The Grandmaster of Memory’s Marketing Trick

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“Neurons at the ready … Go!”

It’s the final of the World Memory Championships at the University of Oxford.

Ed Cooke is one of 34 finalists who have just been given a shuffled pack of playing cards to memorise. Focusing hard, he quickly skims through the cards, then smacks the timer next to him.

It takes Ed under a minute to memorise the entire pack.

How did he do it?

Simple. He linked every card with a person he knows. That way, instead of remembering a series of numbers, he could remember a series of familiar images – which is much easier to fix in your mind.

It’s an old trick, albeit one that Ed Cooke does better than most (he is one of just 150 people worldwide to be given the title ‘Grandmaster of Memory’).

And you can adapt it, in business, for a completely different purpose – to help you build authority with your target market.

Whenever I speak with company owners, this is always a big priority. Partially this is because “building authority” has simply become one of those buzz words that everyone throws around nowadays.

Partially, because it’s genuinely important. People are more likely to buy from you if they recognise that you are an expert in your field, and a leading thinker.

The challenge for most companies is how to get your ideas noticed.

After all, most of us operate in crowded markets. And let’s face it, there are very few genuinely original ideas out there… All your competitors are probably saying broadly similar things to you, even if you have a different angle or emphasis.

So with everyone publishing non-stop online, how do you sound different?

How do you sound better?

And how do you turn yourself from “company that knows what it’s doing” to “leading authority” or (dreaded buzzword alert) “thought leader”?

Well, I want to venture that while of course being a really original thinker is the best option, it’s equally important to know how to package your ideas.

In fact, if you package your ideas right, you can get a lot of recognition for them even if they’re not exactly the most ground-breaking in the world.

Now, I know what you’re wondering: All this sounds great, but what exactly does it have to do with Ed Cooke and his memory tricks!?

His secret is that he associates each card with a person he knows, so that instead of having to remember a sequence of numbers, he can remember a string of people.

What he does is actually rather clever. Cooke – like pretty much all memory champions – recognises that pictures, stories and acronyms are much easier to remember than anything abstract. So they turn the latter into the former.

If you want people to notice and remember your company’s key ideas, you have to do the same thing. Represent them visually, turning them into a framework or “model” which people can remember more easily.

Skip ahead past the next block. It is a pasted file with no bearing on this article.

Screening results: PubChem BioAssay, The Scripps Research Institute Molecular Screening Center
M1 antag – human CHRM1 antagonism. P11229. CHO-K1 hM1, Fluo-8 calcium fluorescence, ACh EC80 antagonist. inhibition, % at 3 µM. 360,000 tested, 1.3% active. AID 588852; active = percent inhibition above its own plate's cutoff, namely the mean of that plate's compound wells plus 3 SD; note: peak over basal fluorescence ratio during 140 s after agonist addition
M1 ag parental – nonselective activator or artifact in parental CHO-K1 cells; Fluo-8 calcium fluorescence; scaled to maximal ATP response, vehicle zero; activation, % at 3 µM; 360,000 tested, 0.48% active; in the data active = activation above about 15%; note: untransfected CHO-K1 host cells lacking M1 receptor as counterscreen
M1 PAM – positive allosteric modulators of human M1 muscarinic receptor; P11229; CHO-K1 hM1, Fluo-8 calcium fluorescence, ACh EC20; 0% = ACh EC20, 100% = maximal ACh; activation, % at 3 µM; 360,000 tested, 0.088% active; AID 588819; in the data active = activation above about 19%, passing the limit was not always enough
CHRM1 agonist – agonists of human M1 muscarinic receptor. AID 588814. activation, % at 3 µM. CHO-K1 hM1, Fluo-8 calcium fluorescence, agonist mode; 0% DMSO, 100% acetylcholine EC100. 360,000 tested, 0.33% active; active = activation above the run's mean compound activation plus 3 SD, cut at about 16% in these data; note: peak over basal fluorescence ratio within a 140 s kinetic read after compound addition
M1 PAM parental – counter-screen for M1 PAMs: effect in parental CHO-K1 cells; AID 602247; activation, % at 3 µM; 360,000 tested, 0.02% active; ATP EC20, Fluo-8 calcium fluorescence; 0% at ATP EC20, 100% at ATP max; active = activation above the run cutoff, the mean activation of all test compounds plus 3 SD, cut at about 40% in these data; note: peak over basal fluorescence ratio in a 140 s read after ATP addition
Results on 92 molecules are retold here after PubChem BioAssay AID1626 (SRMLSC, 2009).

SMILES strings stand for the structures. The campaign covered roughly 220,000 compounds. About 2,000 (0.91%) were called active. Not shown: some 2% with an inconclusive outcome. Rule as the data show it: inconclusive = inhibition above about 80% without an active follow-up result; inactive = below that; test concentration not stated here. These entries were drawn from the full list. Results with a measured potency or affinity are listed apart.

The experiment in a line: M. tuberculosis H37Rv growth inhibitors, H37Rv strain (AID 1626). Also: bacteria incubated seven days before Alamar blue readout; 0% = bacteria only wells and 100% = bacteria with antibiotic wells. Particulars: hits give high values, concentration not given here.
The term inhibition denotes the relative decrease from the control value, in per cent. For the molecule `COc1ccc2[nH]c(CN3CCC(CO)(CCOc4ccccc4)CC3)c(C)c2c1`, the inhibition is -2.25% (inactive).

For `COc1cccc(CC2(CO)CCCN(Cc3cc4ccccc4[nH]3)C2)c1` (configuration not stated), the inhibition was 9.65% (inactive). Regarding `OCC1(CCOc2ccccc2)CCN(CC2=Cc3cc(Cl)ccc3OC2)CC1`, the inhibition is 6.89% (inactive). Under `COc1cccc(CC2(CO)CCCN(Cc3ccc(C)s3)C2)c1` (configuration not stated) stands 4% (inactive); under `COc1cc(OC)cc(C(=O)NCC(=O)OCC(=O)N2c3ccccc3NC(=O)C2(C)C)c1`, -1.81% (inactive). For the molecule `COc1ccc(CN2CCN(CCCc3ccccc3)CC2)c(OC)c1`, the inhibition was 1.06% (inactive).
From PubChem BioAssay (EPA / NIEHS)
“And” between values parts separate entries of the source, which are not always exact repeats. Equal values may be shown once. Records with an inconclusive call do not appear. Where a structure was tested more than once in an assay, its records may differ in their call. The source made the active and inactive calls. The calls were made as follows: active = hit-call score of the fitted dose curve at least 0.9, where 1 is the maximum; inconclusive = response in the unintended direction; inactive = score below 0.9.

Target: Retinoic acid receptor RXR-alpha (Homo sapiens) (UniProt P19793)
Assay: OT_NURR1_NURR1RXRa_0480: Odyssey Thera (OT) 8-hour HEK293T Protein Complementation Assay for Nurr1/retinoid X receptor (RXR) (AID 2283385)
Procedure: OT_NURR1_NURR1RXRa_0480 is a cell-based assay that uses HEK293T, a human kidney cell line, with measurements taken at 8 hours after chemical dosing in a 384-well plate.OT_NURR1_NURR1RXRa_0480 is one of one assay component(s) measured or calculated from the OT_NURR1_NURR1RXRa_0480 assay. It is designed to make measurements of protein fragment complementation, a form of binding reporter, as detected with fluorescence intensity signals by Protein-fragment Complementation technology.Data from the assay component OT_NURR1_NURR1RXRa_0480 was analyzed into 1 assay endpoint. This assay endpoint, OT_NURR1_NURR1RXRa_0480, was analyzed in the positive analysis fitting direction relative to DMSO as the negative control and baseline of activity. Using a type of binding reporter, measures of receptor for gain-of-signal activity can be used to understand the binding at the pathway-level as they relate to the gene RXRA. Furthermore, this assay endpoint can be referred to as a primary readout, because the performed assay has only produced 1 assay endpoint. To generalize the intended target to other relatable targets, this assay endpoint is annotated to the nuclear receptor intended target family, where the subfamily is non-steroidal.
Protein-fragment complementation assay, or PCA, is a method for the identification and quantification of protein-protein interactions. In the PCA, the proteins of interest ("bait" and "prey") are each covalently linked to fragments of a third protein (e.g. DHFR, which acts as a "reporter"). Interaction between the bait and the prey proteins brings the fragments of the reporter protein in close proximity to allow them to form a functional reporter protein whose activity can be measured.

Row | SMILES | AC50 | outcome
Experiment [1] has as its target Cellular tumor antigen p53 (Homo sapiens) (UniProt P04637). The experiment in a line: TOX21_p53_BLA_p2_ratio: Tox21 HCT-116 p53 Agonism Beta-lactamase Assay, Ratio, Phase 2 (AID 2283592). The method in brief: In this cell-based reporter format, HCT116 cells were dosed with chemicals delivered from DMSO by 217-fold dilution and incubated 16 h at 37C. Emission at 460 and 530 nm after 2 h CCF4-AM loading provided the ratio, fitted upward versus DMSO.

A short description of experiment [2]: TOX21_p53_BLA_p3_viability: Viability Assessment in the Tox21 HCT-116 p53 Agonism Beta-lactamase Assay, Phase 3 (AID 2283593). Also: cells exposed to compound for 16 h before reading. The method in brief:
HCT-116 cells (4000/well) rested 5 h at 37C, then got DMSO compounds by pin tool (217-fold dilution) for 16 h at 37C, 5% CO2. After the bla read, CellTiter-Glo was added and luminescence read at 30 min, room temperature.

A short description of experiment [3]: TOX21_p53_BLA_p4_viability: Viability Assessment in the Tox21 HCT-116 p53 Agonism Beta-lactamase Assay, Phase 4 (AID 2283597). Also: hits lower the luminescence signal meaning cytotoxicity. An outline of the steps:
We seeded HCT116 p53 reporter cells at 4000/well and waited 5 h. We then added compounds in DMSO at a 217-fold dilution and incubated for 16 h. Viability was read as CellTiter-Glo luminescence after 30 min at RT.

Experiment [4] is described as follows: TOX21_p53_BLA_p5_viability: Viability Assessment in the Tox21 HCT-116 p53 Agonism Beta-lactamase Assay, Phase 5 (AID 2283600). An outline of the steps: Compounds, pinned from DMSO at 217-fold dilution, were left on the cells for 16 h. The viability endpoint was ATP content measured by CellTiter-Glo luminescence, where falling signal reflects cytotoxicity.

Here’s a famous example.

In Stephen Covey’s book, The 7 Habits of Highly Effective People, he argues that people would work much more efficiently if they could differentiate between work that is “important” (ie. will actually advance your business) – and work that is “urgent” (ie. necessary to meet a deadline, but not crucial for your business).

He turned this into a simple table he called his Time Management Matrix, which is now widely associated with him:

Now, let’s be honest.

This idea is hardly revolutionary. Yet, simply by creating this model, Covey made this idea “his” – and special. It was suddenly not just an idea, but a “system”.

It also made this slightly complex idea easy to grasp, and instantly memorable.

If I explained to you, by contrast, that you need to divide your tasks into four categories, told you what you were, then told you how to prioritise them, you would probably have lost interest before the end of this sentence.

There are numerous examples of these models from practically every industry. Think, for example, of the Hourglass Method, which I told you about a few weeks ago.

That’s our own way of showing how to structure a good email campaign.

By putting “sales” and “marketing” on two different sides of an hourglass, it’s instantly clear what the relationship between them should be.

Models don’t even have to be visual: Think, for example, of the famous SWOT Analysis (Strengths / Weaknesses / Opportunities / Threats), which is more of a framework than an image.

Once you’ve turned your idea into a visual image or framework, your customers will always associate that image with your company, even if your idea is not the most original in the world.

This is really important, because right now, your competition is busy publishing their own thoughts and ideas on LinkedIn, on their blog, via email, in the industry press.

You need to beat them at their own game.

What ideas do you have, that can be turned into models?

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